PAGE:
In the present invention, in order to extract an immunoglobulin from fraction I+II+III paste, distilled water or WFI (distilled water for injection) was added such that the ratio of fraction I+II+III paste:distilled water would be 1:6 to 10 and the concentration of extracted protein would be 15 mg/ml. The pH of the solution was adjusted to 4.2±0.1 using 1M acetic acid, followed by extraction of fraction I+II+III paste.

A 1M sodium caprylate solution was added to the extract such that the concentration of caprylate would be 20±1.0 mM, and then the extract solution was adjusted to a pH of 5.1±0.1 using 1M acetic acid or 0.5M sodium hydroxide (NaOH), and subjected to precipitation at 4° C. for 1 hour±10 minutes. The supernatant was recovered and filtered through a depth filter to obtain an immunoglobulin solution.

In the present invention, step (b) is a step of concentrating the immunoglobulin and removing impurities. In this step, the concentration of the immunoglobulin is controlled to 10-50 mg/ml, preferably 20-30 mg/ml, and anion exchange chromatography is performed at a pH of 5.0-6.0 and a flow rate of 95-145 cm/hr. A fraction not attached to the column used to perform the anion exchange chromatography is recovered with 1.6-2.0 loading volumes (LV). Preferably, the pH is adjusted to 5.4-5.8, more preferably 5.5-5.7.

The concentrated immunoglobulin-containing solution may be subjected to anion or cation exchange chromatography in one or more steps in order to remove the precipitant and other plasma proteins including immunoglobulin A (IgA), albumin and aggregates. In the present invention, anion exchange chromatography was performed to remove caprylate and other plasma proteins from the concentrated immunoglobulin-containing solution.

The anion exchange resin that is used in the anion-exchange chromatography step may be one substituted with diethylaminoethyl (DEAE) or quaternary ammonium groups, but is not limited thereto. Preferably, the anion exchange resin may be any one selected from among anion exchange resins having a strongly basic quaternary ammonium group or a weakly basic diethylaminoethyl (DEAE) group.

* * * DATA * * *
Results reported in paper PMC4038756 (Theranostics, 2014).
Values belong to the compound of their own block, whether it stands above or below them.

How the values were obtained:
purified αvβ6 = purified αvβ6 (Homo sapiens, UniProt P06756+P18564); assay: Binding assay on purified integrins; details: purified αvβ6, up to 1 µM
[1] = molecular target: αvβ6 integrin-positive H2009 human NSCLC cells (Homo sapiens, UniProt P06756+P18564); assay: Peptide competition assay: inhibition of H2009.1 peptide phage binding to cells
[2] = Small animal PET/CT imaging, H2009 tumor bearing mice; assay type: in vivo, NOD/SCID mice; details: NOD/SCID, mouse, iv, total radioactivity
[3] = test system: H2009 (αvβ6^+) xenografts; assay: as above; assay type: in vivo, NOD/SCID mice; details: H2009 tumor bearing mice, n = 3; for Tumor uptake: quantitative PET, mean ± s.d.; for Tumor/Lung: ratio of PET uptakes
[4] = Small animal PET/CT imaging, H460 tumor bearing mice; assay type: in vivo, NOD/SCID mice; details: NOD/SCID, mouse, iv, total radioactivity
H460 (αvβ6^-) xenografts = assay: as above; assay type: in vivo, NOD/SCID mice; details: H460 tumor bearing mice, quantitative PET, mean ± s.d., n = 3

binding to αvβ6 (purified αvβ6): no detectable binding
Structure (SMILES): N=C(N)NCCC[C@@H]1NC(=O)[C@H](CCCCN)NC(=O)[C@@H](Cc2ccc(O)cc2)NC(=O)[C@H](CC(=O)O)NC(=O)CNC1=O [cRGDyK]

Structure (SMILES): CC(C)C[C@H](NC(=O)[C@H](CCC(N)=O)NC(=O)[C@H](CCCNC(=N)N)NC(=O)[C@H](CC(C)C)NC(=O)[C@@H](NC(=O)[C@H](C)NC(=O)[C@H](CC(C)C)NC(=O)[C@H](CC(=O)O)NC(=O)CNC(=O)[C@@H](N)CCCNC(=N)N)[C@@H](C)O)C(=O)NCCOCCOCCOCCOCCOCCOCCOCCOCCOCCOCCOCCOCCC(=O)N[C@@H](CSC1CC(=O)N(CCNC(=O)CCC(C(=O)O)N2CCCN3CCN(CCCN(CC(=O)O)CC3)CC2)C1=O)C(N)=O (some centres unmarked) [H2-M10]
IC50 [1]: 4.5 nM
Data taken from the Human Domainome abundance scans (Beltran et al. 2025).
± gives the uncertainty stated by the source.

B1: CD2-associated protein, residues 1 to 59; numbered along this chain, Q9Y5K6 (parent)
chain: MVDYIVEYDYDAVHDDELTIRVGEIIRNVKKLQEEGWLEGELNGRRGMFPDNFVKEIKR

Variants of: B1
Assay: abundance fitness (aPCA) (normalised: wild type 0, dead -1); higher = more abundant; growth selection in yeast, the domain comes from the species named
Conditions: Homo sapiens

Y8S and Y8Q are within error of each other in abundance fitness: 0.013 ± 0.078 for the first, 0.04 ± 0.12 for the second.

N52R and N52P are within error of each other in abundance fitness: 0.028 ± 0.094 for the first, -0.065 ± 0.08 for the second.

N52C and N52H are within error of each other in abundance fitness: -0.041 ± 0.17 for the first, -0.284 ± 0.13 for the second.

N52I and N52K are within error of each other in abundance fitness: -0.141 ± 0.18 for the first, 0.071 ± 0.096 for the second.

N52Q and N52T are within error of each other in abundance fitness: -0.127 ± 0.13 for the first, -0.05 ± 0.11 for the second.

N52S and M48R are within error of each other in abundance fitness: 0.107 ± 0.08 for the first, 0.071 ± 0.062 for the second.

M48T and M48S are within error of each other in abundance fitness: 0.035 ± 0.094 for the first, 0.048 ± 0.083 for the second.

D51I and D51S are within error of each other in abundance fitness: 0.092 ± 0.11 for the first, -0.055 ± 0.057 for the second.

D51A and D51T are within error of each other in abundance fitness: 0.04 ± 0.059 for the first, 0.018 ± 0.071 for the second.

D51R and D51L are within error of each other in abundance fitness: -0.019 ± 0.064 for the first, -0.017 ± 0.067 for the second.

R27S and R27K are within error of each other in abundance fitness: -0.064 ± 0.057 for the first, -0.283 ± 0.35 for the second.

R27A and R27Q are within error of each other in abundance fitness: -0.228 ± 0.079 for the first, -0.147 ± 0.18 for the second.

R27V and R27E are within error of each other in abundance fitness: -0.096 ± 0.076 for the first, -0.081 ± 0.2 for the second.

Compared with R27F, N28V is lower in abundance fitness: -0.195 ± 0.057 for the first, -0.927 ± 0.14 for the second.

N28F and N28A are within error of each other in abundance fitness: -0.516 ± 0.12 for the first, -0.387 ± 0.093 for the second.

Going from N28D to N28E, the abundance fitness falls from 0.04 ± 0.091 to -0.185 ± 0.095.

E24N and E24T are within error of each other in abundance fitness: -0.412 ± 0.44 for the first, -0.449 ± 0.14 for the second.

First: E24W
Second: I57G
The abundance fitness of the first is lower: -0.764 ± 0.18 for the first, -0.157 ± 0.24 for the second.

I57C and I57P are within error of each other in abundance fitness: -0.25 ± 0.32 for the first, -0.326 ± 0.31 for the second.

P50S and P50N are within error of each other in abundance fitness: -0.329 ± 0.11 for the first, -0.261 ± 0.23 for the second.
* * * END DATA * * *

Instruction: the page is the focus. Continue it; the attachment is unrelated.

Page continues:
For example, as a strongly basic anion exchange resin, Q Sepharose Fast Flow, Q Sepharose High Performance, Resource Q, Source 15Q, Source 30Q, Mono Q, Mini Q, Capto Q, Capto Q ImpRes, Q HyperCel, Q Cermic HyperD F, Nuvia Q, UNOsphere Q, Macro-Prep High Q, Macro-Prep 25 Q, Fractogel EMD TMAE(S), Fractogel EMD TMAE Hicap (M), Fractogel EMD TMAE (M), Eshmono Q, Toyopearl QAE-550C, Toyopearl SuperQ-650C, Toyopearl GigaCap Q-650M, Toyopearl Q-600C AR, Toyopearl SuperQ-650M, Toyopearl SuperQ-650S, TSKgel SuperQ-5PW (30), TSKgel SuperQ-5PW (20), TSKgel SuperQ-5PW or the like may be used, but is not limited thereto, and any anion exchange resin known in the art may be used.

The appropriate volume of resin used in the anion exchange chromatography is reflected by the dimensions of the column, i.e., the diameter of the column and the height of the resin, and varies depending on, for example, the amount of the immunoglobulin in the applied solution and the binding capacity of the resin used. Before performing anion exchange chromatography, the anion exchange resin is preferably equilibrated with a buffer which allows the resin to bind its counterions.

In the present invention, the anion exchange resin used is Q Sepharose Fast Flow, and the column buffers used may be equilibration buffer known in the art, for example, sodium phosphate buffer, citrate buffer, acetate buffer or the like, wash buffer and elution buffer.

The column for anion exchange chromatography was loaded with 25±0.5 mM sodium acetate (NaOAc) buffer such that the pH would be 5.6±0.1, and the flow rate of the mobile phase was adjusted to 120±25 cm/hr. The concentrated immunoglobulin solution was loaded into the column in an amount of 90.0±20 mg/mL.

In the present invention, step (c) is a step of inactivating viruses such as potential lipid enveloped viruses in the immunoglobulin-containing solution and then removing a substance used for the inactivation. In this step, a virus-inactivating agent, preferably a solvent and/or a detergent, may be used. Most preferably, solvent & detergent treatment employing a solvent-detergent mixture may be used.